• Ashley

Top 5 Wednesday: Books I'm Thankful For


This weekly book meme is hosted by Top 5 Wednesday on Goodreads.

In the states, tomorrow is Thanksgiving, so I'd love to wish all my U.S. readers a happy holiday!

I love this week's Top 5 Wednesday topic--five books we're thankful for, for whatever reason. I've tried to pick books that were very important at significant moments. Are they all still my favorites (or were they ever?)? Not necessarily, but I'm very glad that I found them when I did.

Last week we talked about nostalgic book boyfriends and girlfriends, and I went way back old school with my list. This week's post is also a little trip-down-memory-lane, and I thank you for taking this journey with me!

A Tree Grows in Brooklyn is one of the books closest to my heart. My mother got me a copy when I was in the 3rd grade and I loved it from moment I held it--in part because it was so long (like 500 pages!) but also because it was about a girl who was kind of like me, one who was quiet, poor, and loved to read. Don't get me wrong--there are a lot of adult situations in this book, and much of it definitely went over my head on that first reading. But while Francie lives in a different time, and in a place that I could barely imagine as real, A Tree Grows in Brooklyn was one of the first books I'd ever read where I saw something of myself in it. Francie was sensitive to the world around her, lonely and awkward, and imperfect.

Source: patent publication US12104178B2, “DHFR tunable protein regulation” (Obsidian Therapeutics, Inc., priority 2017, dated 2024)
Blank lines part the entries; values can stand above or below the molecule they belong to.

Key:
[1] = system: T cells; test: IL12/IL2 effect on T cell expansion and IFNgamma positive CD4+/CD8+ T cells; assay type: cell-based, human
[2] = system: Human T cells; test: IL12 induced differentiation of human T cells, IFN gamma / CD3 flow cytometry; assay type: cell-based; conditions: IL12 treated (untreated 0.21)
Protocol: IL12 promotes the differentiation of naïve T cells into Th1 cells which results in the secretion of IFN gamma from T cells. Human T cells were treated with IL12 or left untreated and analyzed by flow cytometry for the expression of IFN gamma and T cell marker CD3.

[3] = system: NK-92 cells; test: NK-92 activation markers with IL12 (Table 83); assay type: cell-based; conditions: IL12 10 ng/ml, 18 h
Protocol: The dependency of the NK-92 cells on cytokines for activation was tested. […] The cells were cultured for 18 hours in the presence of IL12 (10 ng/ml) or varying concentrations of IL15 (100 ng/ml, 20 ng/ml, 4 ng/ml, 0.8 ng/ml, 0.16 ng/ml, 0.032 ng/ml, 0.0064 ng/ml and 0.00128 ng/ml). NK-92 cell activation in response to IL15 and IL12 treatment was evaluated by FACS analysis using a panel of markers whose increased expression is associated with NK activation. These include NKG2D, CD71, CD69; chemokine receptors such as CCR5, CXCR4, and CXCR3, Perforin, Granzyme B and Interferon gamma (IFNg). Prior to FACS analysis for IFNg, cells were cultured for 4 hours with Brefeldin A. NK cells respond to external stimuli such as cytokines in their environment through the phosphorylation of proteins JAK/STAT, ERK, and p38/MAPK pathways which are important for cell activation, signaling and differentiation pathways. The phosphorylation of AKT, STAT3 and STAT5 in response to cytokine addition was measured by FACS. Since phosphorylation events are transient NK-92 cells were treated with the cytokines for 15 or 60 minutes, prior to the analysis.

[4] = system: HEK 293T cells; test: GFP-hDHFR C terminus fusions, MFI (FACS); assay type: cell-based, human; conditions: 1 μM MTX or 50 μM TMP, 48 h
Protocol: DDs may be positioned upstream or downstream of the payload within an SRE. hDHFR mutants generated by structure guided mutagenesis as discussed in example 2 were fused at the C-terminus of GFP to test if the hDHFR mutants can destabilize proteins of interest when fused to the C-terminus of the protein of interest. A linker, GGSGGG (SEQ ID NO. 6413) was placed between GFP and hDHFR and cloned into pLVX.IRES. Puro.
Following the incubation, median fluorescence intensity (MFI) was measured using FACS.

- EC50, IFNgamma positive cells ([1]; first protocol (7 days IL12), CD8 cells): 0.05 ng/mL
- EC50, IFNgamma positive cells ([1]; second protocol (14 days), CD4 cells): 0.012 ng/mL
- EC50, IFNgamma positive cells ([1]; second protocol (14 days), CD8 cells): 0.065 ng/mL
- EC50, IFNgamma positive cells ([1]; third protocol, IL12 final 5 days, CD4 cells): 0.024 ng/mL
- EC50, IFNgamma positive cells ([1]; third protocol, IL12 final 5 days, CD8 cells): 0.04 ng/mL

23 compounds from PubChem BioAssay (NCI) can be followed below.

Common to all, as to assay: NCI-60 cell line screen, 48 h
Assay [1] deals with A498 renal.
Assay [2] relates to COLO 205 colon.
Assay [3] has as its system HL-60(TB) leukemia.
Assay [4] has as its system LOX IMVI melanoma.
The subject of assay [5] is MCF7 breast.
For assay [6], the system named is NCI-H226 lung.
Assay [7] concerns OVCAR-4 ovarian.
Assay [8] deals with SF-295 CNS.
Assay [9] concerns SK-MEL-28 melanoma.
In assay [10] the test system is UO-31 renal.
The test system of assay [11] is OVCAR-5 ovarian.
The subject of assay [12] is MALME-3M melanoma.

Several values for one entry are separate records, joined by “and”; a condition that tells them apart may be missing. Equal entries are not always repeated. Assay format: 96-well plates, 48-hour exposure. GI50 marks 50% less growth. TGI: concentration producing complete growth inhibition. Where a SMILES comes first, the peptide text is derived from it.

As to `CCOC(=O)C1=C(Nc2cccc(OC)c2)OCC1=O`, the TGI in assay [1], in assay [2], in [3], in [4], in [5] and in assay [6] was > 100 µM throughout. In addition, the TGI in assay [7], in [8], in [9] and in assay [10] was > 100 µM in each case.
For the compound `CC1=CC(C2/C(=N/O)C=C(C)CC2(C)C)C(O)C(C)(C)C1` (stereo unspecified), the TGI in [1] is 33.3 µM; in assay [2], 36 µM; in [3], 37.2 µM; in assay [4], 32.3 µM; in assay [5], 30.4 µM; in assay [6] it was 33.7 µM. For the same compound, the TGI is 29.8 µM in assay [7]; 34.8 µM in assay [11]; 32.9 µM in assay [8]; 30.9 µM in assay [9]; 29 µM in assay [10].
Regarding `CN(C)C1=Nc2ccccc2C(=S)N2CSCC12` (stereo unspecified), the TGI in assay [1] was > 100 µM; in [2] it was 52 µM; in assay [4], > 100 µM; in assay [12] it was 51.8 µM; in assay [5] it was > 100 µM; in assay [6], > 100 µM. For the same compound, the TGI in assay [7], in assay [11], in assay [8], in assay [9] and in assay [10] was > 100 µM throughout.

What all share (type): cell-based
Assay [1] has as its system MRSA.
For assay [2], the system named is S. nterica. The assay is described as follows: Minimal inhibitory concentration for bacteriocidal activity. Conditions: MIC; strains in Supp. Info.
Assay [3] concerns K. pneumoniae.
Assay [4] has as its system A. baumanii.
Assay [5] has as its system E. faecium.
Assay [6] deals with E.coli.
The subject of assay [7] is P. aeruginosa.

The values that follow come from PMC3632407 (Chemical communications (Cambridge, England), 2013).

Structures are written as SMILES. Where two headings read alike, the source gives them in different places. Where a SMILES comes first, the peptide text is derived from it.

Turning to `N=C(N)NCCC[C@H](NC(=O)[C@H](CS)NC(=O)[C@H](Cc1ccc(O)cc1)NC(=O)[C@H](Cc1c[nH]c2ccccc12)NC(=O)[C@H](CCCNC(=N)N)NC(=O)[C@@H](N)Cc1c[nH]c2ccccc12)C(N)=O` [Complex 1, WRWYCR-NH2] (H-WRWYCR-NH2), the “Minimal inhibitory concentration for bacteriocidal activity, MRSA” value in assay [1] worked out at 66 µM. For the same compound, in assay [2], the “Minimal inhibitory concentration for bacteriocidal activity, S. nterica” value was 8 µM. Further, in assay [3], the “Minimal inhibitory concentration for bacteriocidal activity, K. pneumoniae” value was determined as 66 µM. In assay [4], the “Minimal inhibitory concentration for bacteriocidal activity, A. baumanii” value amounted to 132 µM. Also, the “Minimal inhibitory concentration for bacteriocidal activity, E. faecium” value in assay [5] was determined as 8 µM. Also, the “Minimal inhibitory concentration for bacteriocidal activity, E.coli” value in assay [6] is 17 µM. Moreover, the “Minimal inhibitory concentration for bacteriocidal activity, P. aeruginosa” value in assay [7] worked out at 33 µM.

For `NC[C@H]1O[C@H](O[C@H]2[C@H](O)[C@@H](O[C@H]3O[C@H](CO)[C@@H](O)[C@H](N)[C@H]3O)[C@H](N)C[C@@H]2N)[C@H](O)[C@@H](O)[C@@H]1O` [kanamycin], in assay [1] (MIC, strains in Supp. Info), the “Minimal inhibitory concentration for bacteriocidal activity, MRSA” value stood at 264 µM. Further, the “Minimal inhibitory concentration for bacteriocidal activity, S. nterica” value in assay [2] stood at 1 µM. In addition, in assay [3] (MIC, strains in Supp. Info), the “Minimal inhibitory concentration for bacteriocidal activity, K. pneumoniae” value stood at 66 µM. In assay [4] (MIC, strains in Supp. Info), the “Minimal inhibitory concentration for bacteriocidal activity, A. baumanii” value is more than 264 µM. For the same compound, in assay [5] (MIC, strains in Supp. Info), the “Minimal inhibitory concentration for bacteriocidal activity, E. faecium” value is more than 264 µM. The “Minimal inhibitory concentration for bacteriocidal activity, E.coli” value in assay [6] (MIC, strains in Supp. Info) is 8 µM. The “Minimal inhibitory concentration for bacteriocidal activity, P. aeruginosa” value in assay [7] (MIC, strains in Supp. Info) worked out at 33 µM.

84, Charing Cross Road is one of the most perfect little books ever--a collection of letters spanning 20 years between a freelance writer in New York City and a used book dealer in London. I loved the glimpses of history you get throughout this book as well as the nerdy, bookish friendship Helene and Frank develop. This book brought me friendships, as well, and I'll always love it.

I haven't reread this one in a few years, but I'll always remember the feeling of reading The Unbearable Lightness of Being for the first time, and the way it hit in me a way that no book had before then. I know the book gets a lot of guff for being pretentious, but it a gave me all sorts of feelings about love and relationships, about life, about Big Ideas, about writing right when I needed it, and I'll always be thankful for that.

In the months after my mom died, I didn't want to do much more than binge read books. It was really the only thing that made me feel normal. My friend loaned me books, and then talked with me about them. He bought me a copy of Blonde, which kept me up in the best way. It was beautiful and tragic and completely enthralling.

I have a lot of memories associated with readings of One Hundred Years of Solitude. I know I'm not the only one, but I'm so happy this gorgeous book exists.

So, happy Thanksgiving, everyone! What are some of the books you're most grateful for, and why?

#top5 #nostalgia

© 2020 by What She's Read.

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